Comics Reviews

REVIEW: Sliced Quarterly #2

Written by Haydn Hades

With issue #2 of Sliced Quarterly, editor Ken Reynolds has had, in his own words, “an epiphany” (he’s deep like that). The original idea was that the first issue would be used to promote the comic, then subsequent issues could be downloaded for a small fee. With the critical success and viewer popularity of said first issue however, he realised that Sliced Quarterly is far more than just a commercial product. It’s premise, to offer writers and illustrators the opportunity to create one-off narrative strips on aspects of their lived experiences, has proved to be a magnet for artists eager to expand their repertoires. Reynolds, himself a writer of note, wants as many people as possible to see Sliced and ultimately allow contributors to “tell a story, to communicate an idea”.

In short, it’s brilliant, it’s different, it’s free – let’s take a look!

Like Russell Crowe‘s Maximus, Sliced Quarterly#2 goes for the kill straight out the gate, with Chris Sides‘ wonderful “Self(ie) Obsessed”. The tale chronicles a week in the life of raging narcissist Jake, as he parties and poses his way through a series of increasingly unpleasant events. The strip is a 21st century Hogarth cartoon on the dangers of social media, though without the cosy comeuppance at the end. Artist Max Meier invokes a queasy claustrophobia in the sequence of “selfie” photos through which the story is told. The verisimilitude of the screen-grab posts is amazing. The panels are drawn as if through a fish-eye lens. Smiles become bare-toothed rictus grins of animal aggression. Laughter is always derisive, the sole preserve of the “lads” and never shared by the subject (victims) of their “bants”. One plaintive tweet, from a woman publicly humiliated by the group, simply reads “U R such a dick and not so funny”. Her words, along with others, are made all the more poignant for being an unhighlighted part of the stream of opinion, jokes, emojis and “likes”of the lads’ posts. These are the quiet, dissenting voices at the heart of the strip. It’s a masterful piece of storytelling – by turns funny, sad, scary and nuanced – asking many pertinent questions and allowing the reader to form their own opinions.

The rest of the issue maintains the discursive quality and element of surprise of the opening strip. There is is a strong sense that Reynolds has truly curated the collection of stories, placing each carefully into the sequence with an eye to maximising its impact. Black and white strips, such as Ben Peter Johnson and Freja Steele‘s impressionistic “I Am” and Kathryn Briggs‘ bittersweet slice of estate life “Wall Cats” have a grace and elegance when juxtaposed with brightly coloured strips. Rather than looking insipid, their subtlety can be properly appreciated.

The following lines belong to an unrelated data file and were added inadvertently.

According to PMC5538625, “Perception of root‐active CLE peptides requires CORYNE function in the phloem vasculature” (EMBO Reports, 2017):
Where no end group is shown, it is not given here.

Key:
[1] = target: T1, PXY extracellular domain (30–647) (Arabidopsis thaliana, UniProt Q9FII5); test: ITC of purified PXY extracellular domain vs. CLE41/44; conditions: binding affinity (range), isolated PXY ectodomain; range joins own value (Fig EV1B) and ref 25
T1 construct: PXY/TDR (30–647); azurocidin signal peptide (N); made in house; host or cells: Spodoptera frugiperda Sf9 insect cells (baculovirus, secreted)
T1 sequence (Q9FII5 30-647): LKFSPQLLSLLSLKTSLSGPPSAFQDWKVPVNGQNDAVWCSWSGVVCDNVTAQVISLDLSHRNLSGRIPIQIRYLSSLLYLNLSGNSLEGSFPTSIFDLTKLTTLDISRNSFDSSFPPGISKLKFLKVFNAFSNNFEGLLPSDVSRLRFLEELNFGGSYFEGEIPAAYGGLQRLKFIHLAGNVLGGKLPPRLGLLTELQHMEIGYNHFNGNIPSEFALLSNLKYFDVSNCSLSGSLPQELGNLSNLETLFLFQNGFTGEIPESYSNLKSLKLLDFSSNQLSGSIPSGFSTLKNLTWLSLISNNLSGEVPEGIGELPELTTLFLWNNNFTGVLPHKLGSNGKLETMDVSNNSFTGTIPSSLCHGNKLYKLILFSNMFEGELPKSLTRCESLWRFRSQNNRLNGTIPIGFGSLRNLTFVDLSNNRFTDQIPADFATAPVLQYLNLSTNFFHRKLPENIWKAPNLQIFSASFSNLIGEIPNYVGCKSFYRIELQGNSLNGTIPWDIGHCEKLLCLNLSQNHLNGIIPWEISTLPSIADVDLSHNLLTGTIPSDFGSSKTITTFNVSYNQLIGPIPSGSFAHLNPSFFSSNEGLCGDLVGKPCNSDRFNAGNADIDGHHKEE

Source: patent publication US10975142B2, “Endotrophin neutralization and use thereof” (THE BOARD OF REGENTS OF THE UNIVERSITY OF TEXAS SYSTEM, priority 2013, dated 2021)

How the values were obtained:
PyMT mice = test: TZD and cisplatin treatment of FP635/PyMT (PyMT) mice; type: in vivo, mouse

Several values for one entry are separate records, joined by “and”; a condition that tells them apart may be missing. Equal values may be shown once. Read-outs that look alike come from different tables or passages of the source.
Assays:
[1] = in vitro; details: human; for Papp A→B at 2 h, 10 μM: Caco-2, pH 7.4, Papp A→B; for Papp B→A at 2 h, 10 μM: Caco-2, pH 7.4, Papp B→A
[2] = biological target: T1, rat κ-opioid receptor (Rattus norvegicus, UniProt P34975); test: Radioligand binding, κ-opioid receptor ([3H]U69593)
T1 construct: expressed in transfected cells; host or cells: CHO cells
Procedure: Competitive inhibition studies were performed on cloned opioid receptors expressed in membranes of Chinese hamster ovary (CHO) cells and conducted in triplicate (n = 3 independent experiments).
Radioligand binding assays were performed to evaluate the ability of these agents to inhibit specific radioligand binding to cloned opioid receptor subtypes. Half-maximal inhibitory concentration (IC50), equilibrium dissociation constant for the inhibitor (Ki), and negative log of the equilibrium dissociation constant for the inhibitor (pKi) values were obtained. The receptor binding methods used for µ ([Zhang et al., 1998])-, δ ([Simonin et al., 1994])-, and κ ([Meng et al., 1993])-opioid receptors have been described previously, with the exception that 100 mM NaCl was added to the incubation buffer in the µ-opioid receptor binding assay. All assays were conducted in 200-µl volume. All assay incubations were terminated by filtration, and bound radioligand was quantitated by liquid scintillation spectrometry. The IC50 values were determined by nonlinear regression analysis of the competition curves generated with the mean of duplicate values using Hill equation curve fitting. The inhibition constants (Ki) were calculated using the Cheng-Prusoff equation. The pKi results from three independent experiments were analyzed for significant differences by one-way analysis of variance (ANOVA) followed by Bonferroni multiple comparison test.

In turn, the really colourful artists, such as Saffron Knight, get to delight and amaze rather than overwhelm – her double page spread of classically themed collages “Aphrodite Rescuer/Greek Gods At War” is gorgeous and as mysterious as an Eleusinian mystery taking place in Scooby’s Mystery Machine to the tune of Peter Andre‘s “Mysterious Girl”.

Another colour maven is Lukasz Kowalczuk, whose work I enjoy far more than his hard-to-spell surname. His story “Uncolorform”, a surreal tale of warring football hooligans, is a literal riot of fluorescent pinks and yellows. The simplicity of the decal sticker figures and character names like “Hatchett Tom” and “Stanley Dave” belies the nuance and wit of his storytelling. Let’s just say I’d love to see footage of the “true story” upon which “Uncolorform” is supposedly based.

Sliced Quarterly #2 gets the balance right not only in terms of artwork but also the kinds of stories it showcases. It’s lovely to see comics creators, often already known for zombie’s, monsters and aliens, taking their genre sensibilities and applying them to slice-of-life tales, the results proving remarkable in scope and imagination. Narrative driven tales such as the cool gambling chronicle “Sunnyvale Blues” (Iconnu James/Tom Merke) and Simon Mackie‘s heartfelt and moving tribute to his family dog “Rat” sit alongside high-concept pieces such as “Misenabym”, in which Daniel Ableev‘s pretentious novelist’s “secondary narrative embedded in the metadata” bears a striking resemblance to writer’s block (or the works of Jonathan Safran-Foer) and Bob Schroeder‘s inked artwork becomes a hilarious palimpsest of red and blue biro.

Other strips straddle both camps. David Thomas and artist Denis Vermesse collaborate in a poem about life, death and native wisdom, where human truths are revealed through masks, totems and dances that are themselves silent illustrations in a comic book; like psychedelic, man.

In “Spotlight On Installation”, regular contributor Ben Peter Johnson recounts a tale of lying naked in a coffin, waiting for his cue, during an experimental film shoot. “The casting is supposed to be raw, so I am in the raw”, explains the narrator, as the allure of high art is undermined by the smell of his singed leg hair. Anyone involved in creative pursuits will identify.

With Sliced Quarterly #2 Reynolds has really found form, offering stories that will fascinate, amuse, challenge and move even the most cynical among us. If you love comics, or even if you just quite like looking at quadrangular shapes, treat yourself to some of the most inventive people in the business trying something new and different.

We promise you won’t be disappointed.

Have you read Sliced Quarterly? What did you make of it? Let us know in the comments section below or send us a Tweet!

About the author

Haydn Hades

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